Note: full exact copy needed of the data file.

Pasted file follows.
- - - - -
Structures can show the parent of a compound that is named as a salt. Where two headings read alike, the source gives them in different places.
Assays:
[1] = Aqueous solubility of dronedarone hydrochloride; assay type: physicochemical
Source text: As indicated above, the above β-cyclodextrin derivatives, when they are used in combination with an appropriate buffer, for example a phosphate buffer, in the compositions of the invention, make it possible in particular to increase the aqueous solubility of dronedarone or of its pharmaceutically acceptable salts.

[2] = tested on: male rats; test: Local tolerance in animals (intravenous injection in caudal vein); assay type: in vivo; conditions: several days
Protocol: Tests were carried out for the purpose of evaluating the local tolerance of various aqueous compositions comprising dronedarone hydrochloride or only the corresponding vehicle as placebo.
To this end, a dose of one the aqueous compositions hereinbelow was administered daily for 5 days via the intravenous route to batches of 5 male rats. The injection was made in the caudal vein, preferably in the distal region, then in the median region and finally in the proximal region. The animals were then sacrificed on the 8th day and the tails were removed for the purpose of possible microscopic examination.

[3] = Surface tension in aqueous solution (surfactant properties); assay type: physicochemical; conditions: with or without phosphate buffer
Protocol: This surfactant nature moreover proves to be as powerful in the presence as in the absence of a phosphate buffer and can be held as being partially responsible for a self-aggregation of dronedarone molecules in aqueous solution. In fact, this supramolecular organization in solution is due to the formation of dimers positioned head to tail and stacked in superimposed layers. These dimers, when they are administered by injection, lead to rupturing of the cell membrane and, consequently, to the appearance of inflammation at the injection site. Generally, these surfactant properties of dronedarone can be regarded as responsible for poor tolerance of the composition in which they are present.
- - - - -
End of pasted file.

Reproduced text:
Structures can show the parent of a compound that is named as a salt. Where two headings read alike, the source gives them in different places.
Assays:
[1] = Aqueous solubility of dronedarone hydrochloride; assay type: physicochemical
Source text: As indicated above, the above β-cyclodextrin derivatives, when they are used in combination with an appropriate buffer, for example a phosphate buffer, in the compositions of the invention, make it possible in particular to increase the aqueous solubility of dronedarone or of its pharmaceutically acceptable salts.

[2] = tested on: male rats; test: Local tolerance in animals (intravenous injection in caudal vein); assay type: in vivo; conditions: several days
Protocol: Tests were carried out for the purpose of evaluating the local tolerance of various aqueous compositions comprising dronedarone hydrochloride or only the corresponding vehicle as placebo.
To this end, a dose of one the aqueous compositions hereinbelow was administered daily for 5 days via the intravenous route to batches of 5 male rats. The injection was made in the caudal vein, preferably in the distal region, then in the median region and finally in the proximal region. The animals were then sacrificed on the 8th day and the tails were removed for the purpose of possible microscopic examination.

[3] = Surface tension in aqueous solution (surfactant properties); assay type: physicochemical; conditions: with or without phosphate buffer
Protocol: This surfactant nature moreover proves to be as powerful in the presence as in the absence of a phosphate buffer and can be held as being partially responsible for a self-aggregation of dronedarone molecules in aqueous solution. In fact, this supramolecular organization in solution is due to the formation of dimers positioned head to tail and stacked in superimposed layers. These dimers, when they are administered by injection, lead to rupturing of the cell membrane and, consequently, to the appearance of inflammation at the injection site. Generally, these surfactant properties of dronedarone can be regarded as responsible for poor tolerance of the composition in which they are present.